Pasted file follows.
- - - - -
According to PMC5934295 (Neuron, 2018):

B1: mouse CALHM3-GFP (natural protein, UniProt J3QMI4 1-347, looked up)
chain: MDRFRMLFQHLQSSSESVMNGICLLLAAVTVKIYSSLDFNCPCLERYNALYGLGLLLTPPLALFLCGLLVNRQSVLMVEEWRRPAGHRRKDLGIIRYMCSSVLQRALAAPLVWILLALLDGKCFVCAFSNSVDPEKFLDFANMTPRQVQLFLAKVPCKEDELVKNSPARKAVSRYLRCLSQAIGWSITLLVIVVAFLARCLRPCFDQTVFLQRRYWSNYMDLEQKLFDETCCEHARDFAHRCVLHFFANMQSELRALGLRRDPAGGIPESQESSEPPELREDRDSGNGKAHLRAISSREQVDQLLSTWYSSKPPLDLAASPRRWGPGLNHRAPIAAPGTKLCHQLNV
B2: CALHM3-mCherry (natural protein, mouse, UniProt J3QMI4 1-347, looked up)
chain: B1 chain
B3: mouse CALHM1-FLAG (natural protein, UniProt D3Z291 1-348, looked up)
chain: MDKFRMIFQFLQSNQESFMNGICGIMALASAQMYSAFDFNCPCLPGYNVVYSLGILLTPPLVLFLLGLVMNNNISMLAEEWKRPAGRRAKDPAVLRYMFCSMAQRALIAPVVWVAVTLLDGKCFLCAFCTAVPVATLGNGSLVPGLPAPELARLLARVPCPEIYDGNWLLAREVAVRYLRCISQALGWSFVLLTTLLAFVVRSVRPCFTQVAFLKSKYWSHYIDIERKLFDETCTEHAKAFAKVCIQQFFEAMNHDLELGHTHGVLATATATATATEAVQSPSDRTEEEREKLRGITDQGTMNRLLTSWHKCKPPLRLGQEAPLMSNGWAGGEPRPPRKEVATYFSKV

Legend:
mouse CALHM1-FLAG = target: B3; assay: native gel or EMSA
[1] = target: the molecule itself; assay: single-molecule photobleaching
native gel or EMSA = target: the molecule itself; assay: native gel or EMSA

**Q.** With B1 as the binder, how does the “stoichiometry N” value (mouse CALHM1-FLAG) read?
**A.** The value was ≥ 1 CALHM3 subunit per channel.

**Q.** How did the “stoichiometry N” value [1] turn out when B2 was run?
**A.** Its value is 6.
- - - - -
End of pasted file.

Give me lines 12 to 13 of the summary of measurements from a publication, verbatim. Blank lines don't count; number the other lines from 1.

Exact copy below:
**Q.** With B1 as the binder, how does the “stoichiometry N” value (mouse CALHM1-FLAG) read?
**A.** The value was ≥ 1 CALHM3 subunit per channel.